London no longer most expensive place to buy beer – BBC News
London is no longer the most expensive place to buy a pint, a new study says.
For the first time, Surrey has overtaken the capital as the most expensive area to buy a drink, with the average pint costing £4.40.
According to the Good Pub Guide, Herefordshire and Yorkshire have the cheapest pints at £3.31.
The difference in price for a pint of beer is now more than £1 across the country, with the average tipple costing £3.60 – up by 13p on 2016.
Other cheaper counties where drinkers have a reason to raise a glass include Shropshire at £3.33 a pint, Derbyshire at £3.36 and Cumbria and Worcestershire, both at £3.38.
It was bad news for pint-drinkers in Sussex, who pay an average of £3.82, while Hertfordshire comes in at £3.81 and the Scottish Islands, £3.80.
However, drinkers in Surrey might not be crying into their beer if they are earning the median full time weekly wage of £669.70, as they can more easily absorb the £4.40 price of their pint.
Beer drinkers in Herefordshire might be paying three quarters as much for their pint at £3.31, but their median weekly wage is £460 – only two thirds of what people in Surrey can expect to make.
Blue Dowd, who is the owner of the Basketmakers Arms in Brighton, said the most expensive beer his Sussex pub stocks costs £6 per pint.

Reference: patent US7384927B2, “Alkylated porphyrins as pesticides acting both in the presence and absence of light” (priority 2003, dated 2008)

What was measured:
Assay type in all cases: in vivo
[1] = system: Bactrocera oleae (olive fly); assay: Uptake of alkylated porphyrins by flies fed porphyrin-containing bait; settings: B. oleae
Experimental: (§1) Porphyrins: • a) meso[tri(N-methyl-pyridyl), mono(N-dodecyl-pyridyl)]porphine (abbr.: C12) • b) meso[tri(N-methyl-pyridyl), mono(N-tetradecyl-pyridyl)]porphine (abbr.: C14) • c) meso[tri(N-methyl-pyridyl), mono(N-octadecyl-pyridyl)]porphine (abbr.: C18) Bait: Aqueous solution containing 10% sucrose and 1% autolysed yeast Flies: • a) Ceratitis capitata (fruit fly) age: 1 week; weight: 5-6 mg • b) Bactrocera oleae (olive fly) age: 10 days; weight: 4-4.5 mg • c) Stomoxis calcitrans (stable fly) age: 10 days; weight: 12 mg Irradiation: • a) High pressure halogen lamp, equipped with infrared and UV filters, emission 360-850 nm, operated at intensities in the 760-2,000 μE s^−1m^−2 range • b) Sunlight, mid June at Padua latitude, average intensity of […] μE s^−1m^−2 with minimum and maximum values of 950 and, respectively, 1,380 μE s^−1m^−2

“It’s what’s known as a craft beer, and a lot more goes into the making of them,” he said.
“The people who buy premium beers know they’re going to be charged a premium price. They buy it because it’s a very fine beer.”
Beer in pubs brewing their own brands was typically cheaper at £3.09 a pint.
The guide also said that increasing numbers of pubs are offering accommodation, food and outside catering services, taking business away from restaurants.
Some pubs are also offering delis, book clubs, live music and conferences, it said.
The priciest pints, bar none
Average price of a pint of beer
more than a year earlier
£4.40 average in Surrey, the most expensive in the UK
£3.31 in Herefordshire and Yorkshire, the cheapest UK average
Editor Fiona Stapley said: “You name it and pubs have thought of it.
“It’s this entrepreneurial spirit that will keep pubs alive and kicking for years to come, despite all the doom and gloom around.”